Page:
– Move more: From the audience came discussions of Tai Chi and of the Wii, both known to be beneficial for people with PD. The Parkinson’s Institute is planning training in use of the Wii; call to get on their list. The Wii is the ultimate biofeedback machine, encourages challenge, participation, adaptation for different levels of participation and skill. The grandkids or friends or significant others can play it with you. We discussed Wii sports, Wii dance and Wii Fit. Wii is like your grandkids’ Xbox but interactive. It’s not cheap, but the benefits may make it worth it. Hook up the box to your TV and hold the wireless controller. The TV/box senses how you move (swing a bat, change your balance, launch a bowling ball) and shows the result on the TV screen, giving you immediate feedback and you just WANT to do it again better.
– Finally: take care of yourself. Besides all the usual ways, we discussed:
* Anticipate change, prepare
* Accept help, ask for help
* Compensate for decreased judgment, memory and comprehension rather than expecting the old level of participation and understanding
* Be ready to say “no.” Look ahead; will you be able to do this next year? What will you do on a bad day? Adapt, before you need to, before you get worn down and grumpy. Think through your options, talk about them with your support system.
A question was raised later in the program about why the healthcare community doesn’t address all the other symptoms of PD: constipation, lack of concentration, stiffness and fatigue, depression. Research shows healthcare providers are not comfortable or skilled at talking about these subjects. If you can bring up the subject it is more likely to be discussed, and we are more likely to learn more about how PD is impacting you.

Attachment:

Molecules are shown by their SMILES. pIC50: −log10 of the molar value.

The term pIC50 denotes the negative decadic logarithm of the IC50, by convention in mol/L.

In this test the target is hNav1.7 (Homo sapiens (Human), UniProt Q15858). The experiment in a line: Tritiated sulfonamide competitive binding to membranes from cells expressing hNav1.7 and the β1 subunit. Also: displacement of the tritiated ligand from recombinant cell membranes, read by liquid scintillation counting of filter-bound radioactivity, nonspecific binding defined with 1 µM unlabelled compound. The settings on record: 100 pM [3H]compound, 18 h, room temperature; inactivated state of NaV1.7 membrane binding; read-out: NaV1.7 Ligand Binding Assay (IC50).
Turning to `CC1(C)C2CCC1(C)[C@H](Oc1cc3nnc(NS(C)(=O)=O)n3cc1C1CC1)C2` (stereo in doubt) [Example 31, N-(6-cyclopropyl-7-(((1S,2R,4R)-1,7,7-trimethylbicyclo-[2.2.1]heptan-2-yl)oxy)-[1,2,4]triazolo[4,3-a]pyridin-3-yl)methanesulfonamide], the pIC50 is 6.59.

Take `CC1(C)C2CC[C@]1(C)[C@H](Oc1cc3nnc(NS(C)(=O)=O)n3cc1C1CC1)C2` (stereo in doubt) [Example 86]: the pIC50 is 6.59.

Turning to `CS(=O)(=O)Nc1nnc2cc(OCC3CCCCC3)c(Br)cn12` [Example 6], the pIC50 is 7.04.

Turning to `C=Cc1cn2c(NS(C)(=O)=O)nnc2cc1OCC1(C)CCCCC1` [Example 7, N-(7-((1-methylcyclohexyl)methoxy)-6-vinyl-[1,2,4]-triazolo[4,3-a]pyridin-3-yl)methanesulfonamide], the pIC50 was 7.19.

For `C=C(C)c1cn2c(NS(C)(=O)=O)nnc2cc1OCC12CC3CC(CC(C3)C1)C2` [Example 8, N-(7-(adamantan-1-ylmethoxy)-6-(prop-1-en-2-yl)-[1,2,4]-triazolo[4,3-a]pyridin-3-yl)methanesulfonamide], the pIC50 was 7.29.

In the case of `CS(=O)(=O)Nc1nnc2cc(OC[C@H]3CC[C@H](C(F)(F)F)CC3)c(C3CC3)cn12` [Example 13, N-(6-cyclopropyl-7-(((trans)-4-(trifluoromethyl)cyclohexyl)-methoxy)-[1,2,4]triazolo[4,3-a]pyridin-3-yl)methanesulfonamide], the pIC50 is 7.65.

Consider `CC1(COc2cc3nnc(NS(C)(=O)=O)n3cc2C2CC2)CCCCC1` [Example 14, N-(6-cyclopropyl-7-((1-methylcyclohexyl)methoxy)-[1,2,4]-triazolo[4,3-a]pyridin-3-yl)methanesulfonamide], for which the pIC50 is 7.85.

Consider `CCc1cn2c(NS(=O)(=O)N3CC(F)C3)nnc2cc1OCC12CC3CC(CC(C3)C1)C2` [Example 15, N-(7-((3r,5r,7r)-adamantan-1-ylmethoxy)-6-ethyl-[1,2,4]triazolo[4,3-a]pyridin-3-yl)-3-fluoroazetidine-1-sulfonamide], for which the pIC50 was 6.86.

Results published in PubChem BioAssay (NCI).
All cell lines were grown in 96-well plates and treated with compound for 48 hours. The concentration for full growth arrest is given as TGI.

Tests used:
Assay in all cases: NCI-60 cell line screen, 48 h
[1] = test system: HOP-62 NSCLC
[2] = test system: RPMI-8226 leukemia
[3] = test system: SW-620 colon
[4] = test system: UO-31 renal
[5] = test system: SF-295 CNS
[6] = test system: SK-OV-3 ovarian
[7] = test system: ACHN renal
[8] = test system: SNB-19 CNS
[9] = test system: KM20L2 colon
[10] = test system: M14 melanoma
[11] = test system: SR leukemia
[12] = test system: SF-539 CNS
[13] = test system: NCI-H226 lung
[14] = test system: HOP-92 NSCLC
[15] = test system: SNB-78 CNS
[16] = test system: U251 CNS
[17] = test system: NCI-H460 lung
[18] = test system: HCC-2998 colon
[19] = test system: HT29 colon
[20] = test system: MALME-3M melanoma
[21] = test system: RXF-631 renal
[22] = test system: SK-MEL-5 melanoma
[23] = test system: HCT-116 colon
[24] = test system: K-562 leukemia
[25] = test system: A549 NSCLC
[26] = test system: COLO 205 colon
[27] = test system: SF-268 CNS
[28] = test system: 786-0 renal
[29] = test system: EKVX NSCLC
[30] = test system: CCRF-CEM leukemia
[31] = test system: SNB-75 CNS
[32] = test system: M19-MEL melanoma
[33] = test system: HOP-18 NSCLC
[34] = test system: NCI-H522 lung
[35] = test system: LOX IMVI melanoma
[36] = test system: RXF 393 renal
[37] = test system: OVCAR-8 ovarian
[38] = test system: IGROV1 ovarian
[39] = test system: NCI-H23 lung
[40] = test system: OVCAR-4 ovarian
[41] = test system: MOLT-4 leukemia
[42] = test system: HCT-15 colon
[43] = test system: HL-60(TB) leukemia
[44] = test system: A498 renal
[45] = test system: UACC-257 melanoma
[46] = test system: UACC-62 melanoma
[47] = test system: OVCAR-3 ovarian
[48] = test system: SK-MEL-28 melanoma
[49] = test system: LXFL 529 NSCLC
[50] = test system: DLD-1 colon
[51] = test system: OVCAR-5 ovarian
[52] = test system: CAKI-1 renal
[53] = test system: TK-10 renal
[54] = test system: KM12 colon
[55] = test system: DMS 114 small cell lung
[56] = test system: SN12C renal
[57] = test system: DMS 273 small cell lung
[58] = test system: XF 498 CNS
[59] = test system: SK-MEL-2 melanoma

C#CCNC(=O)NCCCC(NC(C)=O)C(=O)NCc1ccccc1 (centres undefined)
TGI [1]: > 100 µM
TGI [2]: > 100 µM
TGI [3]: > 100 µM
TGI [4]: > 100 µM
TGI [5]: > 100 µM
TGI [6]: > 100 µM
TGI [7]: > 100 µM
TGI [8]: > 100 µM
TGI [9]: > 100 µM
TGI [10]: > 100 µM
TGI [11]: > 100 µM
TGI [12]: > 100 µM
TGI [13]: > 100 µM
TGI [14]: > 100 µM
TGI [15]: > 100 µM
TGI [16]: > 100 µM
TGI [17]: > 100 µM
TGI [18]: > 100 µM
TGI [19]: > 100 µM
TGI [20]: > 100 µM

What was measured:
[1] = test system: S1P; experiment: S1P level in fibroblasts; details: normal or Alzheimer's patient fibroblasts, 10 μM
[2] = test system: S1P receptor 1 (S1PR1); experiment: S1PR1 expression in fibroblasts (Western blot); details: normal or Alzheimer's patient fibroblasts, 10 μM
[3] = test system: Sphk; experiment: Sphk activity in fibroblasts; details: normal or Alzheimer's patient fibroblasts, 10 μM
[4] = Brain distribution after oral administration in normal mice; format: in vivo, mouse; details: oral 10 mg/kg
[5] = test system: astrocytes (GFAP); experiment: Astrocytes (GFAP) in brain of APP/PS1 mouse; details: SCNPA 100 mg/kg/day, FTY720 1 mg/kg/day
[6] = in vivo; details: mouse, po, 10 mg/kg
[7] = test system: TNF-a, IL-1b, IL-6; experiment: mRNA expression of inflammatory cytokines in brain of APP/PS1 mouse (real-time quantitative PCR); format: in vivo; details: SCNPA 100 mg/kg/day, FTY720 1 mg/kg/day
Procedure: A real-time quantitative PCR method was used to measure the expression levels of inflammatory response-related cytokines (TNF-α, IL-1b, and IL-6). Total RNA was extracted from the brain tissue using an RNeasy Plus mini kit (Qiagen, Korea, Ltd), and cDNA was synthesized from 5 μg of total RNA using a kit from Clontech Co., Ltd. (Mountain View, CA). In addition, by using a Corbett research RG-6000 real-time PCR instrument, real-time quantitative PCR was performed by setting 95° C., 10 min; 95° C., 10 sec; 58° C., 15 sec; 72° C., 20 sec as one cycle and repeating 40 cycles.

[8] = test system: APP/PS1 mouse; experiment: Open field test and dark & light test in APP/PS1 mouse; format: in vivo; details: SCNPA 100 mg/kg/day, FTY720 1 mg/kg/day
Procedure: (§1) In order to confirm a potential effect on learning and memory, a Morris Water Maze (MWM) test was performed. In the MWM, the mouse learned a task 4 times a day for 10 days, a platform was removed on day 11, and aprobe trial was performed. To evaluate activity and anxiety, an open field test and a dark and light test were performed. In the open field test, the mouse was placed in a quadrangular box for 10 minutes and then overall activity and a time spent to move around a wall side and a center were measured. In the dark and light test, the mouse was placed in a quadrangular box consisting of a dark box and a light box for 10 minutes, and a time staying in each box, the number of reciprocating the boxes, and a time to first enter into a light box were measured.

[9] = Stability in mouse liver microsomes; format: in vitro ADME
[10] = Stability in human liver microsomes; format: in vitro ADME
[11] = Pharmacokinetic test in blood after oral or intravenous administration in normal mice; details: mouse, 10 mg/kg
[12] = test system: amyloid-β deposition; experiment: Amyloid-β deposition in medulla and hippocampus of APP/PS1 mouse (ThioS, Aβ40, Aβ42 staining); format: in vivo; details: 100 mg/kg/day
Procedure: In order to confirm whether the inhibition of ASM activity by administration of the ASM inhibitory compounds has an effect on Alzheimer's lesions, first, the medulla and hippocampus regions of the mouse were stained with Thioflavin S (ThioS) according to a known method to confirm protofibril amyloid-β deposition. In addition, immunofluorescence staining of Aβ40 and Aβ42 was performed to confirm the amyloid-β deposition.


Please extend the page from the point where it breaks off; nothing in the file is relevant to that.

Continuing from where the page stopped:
Some resources that were requested:
Places to get equipment and ideas:
* Abledata.com, 1-800-227-0216: ABLEDATA provides objective information about assistive technology products and rehabilitation equipment available from domestic and international sources. Although ABLEDATA does not sell any products, they can help you locate the companies that do. Hint: call and ask, don’t just use the online version.
Resources about attending to all the other needs of the person with PD:
* “My Mother, Your Mother” by Dennis McCullough. “Slow Medicine” advocates for careful anticipatory “attending” to an elder’s changing needs rather than waiting for crises that force acute medical interventions–an approach that improves the quality of elders’ extended late lives without bankrupting their families financially or emotionally
* Handbook for Mortals by Diane Lynn, available in full online
* CodaAlliance.org and the Go Wish Cards for facilitating difficult conversations.
Finally, consider asking for Occupational and Physical therapy each time there is a change of condition. Your insurance probably covers therapy, and it is available through Outpatient or, if you are homebound, through Home Health. In some cases you might need to pay privately for therapy at $80 to $130 an hour. Be sure to explain to the therapist what the problems are that you are experiencing and ask for (demand?) practical solutions, not just more exercises. Help the therapist understand your individual needs.
Thank you, again.
Julie Groves, Therapy in Your Home — OT, PT, ST